Network-assessment

Who are “they” anyway? This perennial question has been asked for decades—and now that we have reached the 21st century, the question has taken on new meaning. With the advent of Artificial Intelligence (A.I.) and mainstream consumer access, the new question is not if someone is listening, but who is listening and what are they planning to do with all the data they find?

In an Engadget article earlier this year, researchers reportedly found a way to control Alexa remotely and task her with recording and transcribing your private conversations. So, perhaps it’s good idea to follow-up on this report with more information. There are very few safeguards in the wild frontier of AI and Machine Learning, which means your home, car, or office Siri (Apple), Alexa (Amazon) Cortana (Microsoft) could easily and subversively be eavesdropping on your every music request, food delivery order, or seemingly private conversation with your family. For many of us, this may not seem all that concerning—after all, what can anyone do with the information that you love Drake and Pad Thai? Fortunately, nothing. But can you really say there is nothing, absolutely nothing, happening in your home that isn’t private? If the answer is no, then there’s a potential problem.

Tap Tap—Is This Thing On?

It may sound creepy, but for AI or “machine learning” to work, your smart device needs to get to “know” you. Essentially, the AI powered service in your car, home, or smart phone optimize themselves over time, fine-tuning the way they listen to your voice. In this way, consumers are unwittingly trading convenience for privacy. Some people are concerned that even when these devices are shut down or “sleeping,” they are still collecting data by listening to our conversations. And while this sounds like something akin to an Orwellian plot, it is not far from reality.

Earlier this year, researchers built a seemingly harmless Alexa Skill that would actively record long after most Skills shut down to preserve people’s privacy. To be clear, a “Skill” is a conversational application for Amazon IoT products that provides capabilities and enables customers to create a more personalized experience. Checkmarx’s Amit Ashbel told CNET that it could just keep recording. He found that as far as we could tell, there was no limit—just as long as no one told the bot to stop. And to be clear again, this is not a theoretical scenario but a real one.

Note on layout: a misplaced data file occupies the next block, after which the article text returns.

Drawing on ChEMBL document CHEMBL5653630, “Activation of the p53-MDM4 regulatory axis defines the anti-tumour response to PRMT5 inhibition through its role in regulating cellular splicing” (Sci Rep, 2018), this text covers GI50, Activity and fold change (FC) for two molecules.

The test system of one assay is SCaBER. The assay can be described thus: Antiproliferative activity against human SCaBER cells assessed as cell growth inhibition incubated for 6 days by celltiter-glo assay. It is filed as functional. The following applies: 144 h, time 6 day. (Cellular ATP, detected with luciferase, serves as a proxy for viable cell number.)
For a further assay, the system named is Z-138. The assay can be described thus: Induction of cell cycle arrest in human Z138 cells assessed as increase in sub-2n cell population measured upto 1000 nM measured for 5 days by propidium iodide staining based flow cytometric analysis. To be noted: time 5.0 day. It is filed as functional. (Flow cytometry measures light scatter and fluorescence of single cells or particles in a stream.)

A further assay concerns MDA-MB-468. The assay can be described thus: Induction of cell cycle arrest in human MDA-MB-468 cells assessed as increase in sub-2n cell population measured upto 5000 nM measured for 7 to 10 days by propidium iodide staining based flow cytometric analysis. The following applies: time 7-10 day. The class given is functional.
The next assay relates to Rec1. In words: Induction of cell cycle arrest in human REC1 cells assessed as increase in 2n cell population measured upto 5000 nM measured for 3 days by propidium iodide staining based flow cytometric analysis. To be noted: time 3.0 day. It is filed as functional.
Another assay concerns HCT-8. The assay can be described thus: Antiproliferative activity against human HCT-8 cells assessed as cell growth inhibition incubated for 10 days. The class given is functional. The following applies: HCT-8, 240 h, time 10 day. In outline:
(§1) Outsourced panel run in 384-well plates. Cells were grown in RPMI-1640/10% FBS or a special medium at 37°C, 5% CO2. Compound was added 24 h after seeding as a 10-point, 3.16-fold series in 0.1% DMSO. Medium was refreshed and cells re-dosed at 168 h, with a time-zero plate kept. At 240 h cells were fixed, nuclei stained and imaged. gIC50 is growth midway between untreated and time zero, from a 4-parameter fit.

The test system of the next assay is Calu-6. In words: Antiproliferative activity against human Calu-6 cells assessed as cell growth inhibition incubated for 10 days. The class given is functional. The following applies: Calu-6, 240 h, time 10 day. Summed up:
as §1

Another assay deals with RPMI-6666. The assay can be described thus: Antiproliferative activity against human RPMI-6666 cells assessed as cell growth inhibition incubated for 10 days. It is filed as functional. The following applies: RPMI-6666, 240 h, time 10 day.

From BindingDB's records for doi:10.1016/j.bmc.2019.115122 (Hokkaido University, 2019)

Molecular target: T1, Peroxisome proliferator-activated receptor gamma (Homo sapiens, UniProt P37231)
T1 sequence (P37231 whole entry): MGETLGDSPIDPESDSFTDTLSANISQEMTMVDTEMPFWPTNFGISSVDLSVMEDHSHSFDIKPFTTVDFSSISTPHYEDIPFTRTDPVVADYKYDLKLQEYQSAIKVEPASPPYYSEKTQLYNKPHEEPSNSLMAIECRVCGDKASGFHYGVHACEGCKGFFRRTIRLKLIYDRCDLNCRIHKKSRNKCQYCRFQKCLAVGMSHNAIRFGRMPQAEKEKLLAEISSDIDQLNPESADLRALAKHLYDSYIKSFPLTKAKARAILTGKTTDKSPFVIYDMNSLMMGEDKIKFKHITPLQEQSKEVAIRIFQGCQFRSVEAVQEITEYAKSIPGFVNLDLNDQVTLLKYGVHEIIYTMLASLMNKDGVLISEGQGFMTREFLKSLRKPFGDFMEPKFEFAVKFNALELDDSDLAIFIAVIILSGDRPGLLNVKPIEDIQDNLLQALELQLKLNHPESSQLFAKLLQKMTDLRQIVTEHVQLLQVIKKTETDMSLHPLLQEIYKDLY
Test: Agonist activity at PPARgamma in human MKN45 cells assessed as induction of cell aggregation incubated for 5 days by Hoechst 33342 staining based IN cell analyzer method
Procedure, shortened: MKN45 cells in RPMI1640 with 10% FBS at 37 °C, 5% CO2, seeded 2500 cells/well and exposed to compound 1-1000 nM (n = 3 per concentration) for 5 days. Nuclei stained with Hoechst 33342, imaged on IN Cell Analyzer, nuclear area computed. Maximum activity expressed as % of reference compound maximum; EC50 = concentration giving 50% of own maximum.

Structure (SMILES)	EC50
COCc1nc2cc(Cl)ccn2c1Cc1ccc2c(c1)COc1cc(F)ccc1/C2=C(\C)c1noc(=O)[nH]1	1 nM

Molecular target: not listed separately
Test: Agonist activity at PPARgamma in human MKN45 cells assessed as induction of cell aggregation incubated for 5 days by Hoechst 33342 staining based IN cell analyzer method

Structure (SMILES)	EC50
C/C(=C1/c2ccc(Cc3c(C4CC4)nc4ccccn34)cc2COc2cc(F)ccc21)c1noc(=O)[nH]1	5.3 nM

Case in point. In May of this year, Amazon said that one of its Echo devices mistook a woman’s words for a set of commands instructing it to record her conversation with her husband and then sent it to one of his employees. Apparently, it was a benign conversation, but if you own an Echo and are concerned about what it might be recording, an Amazon help page explains that you can review, listen, and delete the audio and other interactions in the settings menu.

In early October, Facebook announced its first branded hardware products, the Portal and Portal Plus— AI-powered smart speakers and video-chat devices that live in your home and let you call your Facebook friends. The launch of the Portal, Facebook’s fancy new video-chat device and its always-on microphones and cameras has the social networking giant battling a backlash after successive scandals. The company claims higher security standards, but this may come at a price. Facebook may use the data it collects about you to target you with ads, despite claims that it would not, as reported in Recode.

Anything Connected Can Be Hacked—So Protect Your Rights. 

Stricter scrutiny and regulation on tech players compared to the recent past is right around the corner. Smart speakers and other connected devices will continue to raise the question of privacy and security, especially in the context of the Facebook and Google data breaches in October 2018, and the Cambridge Analytica one earlier in the year.

On September 28, 2018, California Governor Jerry Brown signed into law a bill titled “Security of Connected Devices” (CaSCD) to regulate security of Internet of Things (IoT) devices. Like the California Consumer Privacy Act of 2018 (CaCPA), this law is the first of its kind in the U.S. and will become effective on January 1, 2020. It requires a manufacturer who sells or markets a connected device to California residents to equip that device with “reasonable security features,” appropriate to the nature and function of the device and to protect the information it may collect, contain, or transmit. Citing recent incidents of security vulnerabilities in children’s toys, the California Senate urged that the boom of IoT demands increased security measures to “prevent against attacks on personal privacy by way of internet-connected devices which include everything from cars, to street lights, parking meters, microwave ovens, door locks, power plants, and more.”

Each company’s strategy is to create its own ecosystem, which in and of itself is not a competitive issue. However, in doing so, they limit the choices of their consumers—for instance, by picking which item to highlight for a generic query as opposed to using a list through the web. Europe is already on the forefront of this type of regulation as French regulator Arcep has recently introduced the concept of platform/device neutrality when it comes to smart speakers, highlighting some of the antitrust issues Google has faced.

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